More questions are asked over Chicago’s sacked violist

More questions are asked over Chicago’s sacked violist


norman lebrecht

September 18, 2023

In the face of stonewall silence from the Chicago Symphony Orchestra, here’s what we know so far about the abrupt dismissal last week of young CSO violist Bea (Beatrice) Chen.

Ms Chen was sacked, we are reliably informed, for disciplinary reasons.

Many musicians have told that Bea applied to the CSO for a week’s leave from the Ravinia Festival in order to play a concert in Taiwan. Her request was turned down.

She then called in injured with a doctor’s note. Later she was pictured on social media (see below) on August 22 playing Mozart’s Sinfonia concertante in Taiwan with her father, Robert Chen, who is concertmaster of the Chicago Symphony Orchestra.

Getting caught was a sackable offence on Bea’s part.

No action has been considered against Robert Chen, a trusted ally of emeritus music director Riccardo Muti.

But questions are being asked all around the orchestra about what Chen knew, and when.

This won’t go away.

To quell the furore, the CSO put out a rare weekend press release about a ‘tentative’ agreement between musicians and orchestra:

Following negotiations that began in June and concluded this evening (Sep 17), the Musicians of the Chicago Symphony Orchestra, represented by the Chicago Federation of Musicians (CFM), and the Chicago Symphony Orchestra Association (CSOA) have reached tentative agreement on a new 3-year contract, through September 2026. If ratified by the Members of the Orchestra and by the CSOA Board of Trustees, the proposed agreement improves working conditions and wages for the musicians of the CSO and operational elements of the contract that benefit the CSOA. Both parties are thankful to their negotiating committees for their efforts to reach a successful conclusion before the current agreement was set to expire at midnight on September 17. Details of the agreement will be released after the changes to the contract are ratified by both parties.

Once again, no substance has been disclosed.


  • JB says:

    Isnt this the most common use of a doctors note for orchestral musicians? Maybe just in Germany…

    • Andreas B. says:

      in a German orchestra, just as in Chicago, you would be sacked on the spot, if caught playing elsewhere while being sick.

      if you know of a German orchestra that allows its members to abuse their employer as well as their colleagues in this fashion, pray tell!

      • JB says:

        What they dont know about they can’t sack you for

      • Disgruntled musician says:

        I used to play in a rinkydink Dutch orchestra whose chief conductor was was fired on the spot because he got caught conducting a concert in Germany after cancelling a much-needed rehearsal.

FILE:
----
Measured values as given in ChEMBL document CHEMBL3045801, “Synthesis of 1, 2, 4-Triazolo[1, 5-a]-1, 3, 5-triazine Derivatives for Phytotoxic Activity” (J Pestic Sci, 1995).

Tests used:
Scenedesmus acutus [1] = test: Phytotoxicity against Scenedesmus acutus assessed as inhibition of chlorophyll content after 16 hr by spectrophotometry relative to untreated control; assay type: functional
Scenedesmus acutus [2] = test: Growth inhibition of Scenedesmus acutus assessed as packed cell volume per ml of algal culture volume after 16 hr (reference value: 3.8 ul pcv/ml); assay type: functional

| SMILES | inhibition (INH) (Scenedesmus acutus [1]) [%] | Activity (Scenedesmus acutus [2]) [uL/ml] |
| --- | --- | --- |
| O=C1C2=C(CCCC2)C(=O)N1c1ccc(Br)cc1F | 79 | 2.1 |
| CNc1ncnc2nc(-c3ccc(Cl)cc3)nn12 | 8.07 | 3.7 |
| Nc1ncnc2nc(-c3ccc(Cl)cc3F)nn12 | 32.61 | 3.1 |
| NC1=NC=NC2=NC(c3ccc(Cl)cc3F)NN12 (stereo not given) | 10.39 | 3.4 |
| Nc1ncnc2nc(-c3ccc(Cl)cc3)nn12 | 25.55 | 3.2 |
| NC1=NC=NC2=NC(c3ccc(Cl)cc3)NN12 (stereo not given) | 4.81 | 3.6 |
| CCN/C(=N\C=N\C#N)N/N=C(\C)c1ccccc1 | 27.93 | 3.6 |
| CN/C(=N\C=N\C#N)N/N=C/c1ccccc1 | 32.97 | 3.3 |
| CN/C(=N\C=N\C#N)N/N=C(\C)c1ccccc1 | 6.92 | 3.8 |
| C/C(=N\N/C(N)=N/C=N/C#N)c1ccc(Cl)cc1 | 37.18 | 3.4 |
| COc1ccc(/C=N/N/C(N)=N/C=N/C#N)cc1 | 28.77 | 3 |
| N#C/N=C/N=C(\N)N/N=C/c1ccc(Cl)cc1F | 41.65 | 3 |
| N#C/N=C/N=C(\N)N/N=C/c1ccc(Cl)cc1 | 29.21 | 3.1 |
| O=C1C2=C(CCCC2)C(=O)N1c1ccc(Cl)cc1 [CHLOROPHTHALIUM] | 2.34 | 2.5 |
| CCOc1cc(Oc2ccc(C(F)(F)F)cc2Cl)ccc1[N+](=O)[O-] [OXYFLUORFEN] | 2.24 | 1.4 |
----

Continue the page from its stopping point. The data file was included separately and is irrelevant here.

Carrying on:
• Gabriele says:

      I play in a German orchestra. If a colleague did this (and got caught) he would 100% be fired.

  • John says:

    Seems she tried to pull a fast one…maybe she thought daddy could protect her.

  • waw says:

    The role of the concertmaster is to be the leader of the orchestra, to set a work ethics by example and by discipline.

    It’d be a dereliction of duty if he encouraged, condoned and abetted an orchestra musician to contravene the employment policies of the orchestra.

    As father, it is impossible to imagine he did not advise his daughter. As concertmaster, it is inconceivable he did not know how a member on probation could be in Taiwan in the middle of a work week in Ravinia.

    He still plays well enough to be concertmaster, but does he have the moral leadership and repect of the orchestra?

    • Gerry Feinsteen says:

      He still plays well enough to be concertmaster? His playing of Heldenleben told the story much as NPR/BBC reporters would portray characters in voiceovers for Pixar.

      Boo-hoo. She got caught. Her daddy’s got tenure, and she was on probation. This is what happens when you hire children [of the concertmaster].

      Bravo to the orchestra for standing up to for principles, against principals.

      Nepotism is one way in, but family ties also seem to be her way out: Flight of the Bumble Bea.

      We can hope she returns to school to finish her degree. Professors, be ready to take attendance.

    • Midwestern Violin says:

      Moral leadership? I’m sorry, I thought we were talking about the Muti-led CSO here, and the two things don’t go together. The place is like a low budget remake of 2002 “Secretary”.

  • The punishment fit the crime says:

    There is an exactly zero percent chance that Bea hatched this idiocy on her own. Robert is frankly an aider and abettor here, and managed to torch his daughter’s reputation as an accomplice who Really should have known better. (She ALSO should have known better.) The audacity and entitlement on display here is something else. I cannot decide if they were dumb enough to think this would go unnoticed, or arrogant enough to think it would not matter either way.

    • Kurt says:

      Dumb, entitled, deluded, arrogant – whichever way you want to call it, there is a certain type of person that behaves this way and a Darwinian certainty that at some point, they will effectively terminate their own careers.

    • Section player says:

      Actually both! (Dumb and arrogant)

    • Not Lizzo says:

      >> (She ALSO should have known better.)

      How many 19 year olds really know better and actually act on that higher standard it when under considerable peer pressure for mundane teenage/young adult things like drinking, sex, partying, not following through on responsibilities (work, grades, etc.) We all make mistakes and did things we’re not proud of at that age and know our parent wouldn’t have approved, it’s part of growing up and asserting your independent.

      Now the but…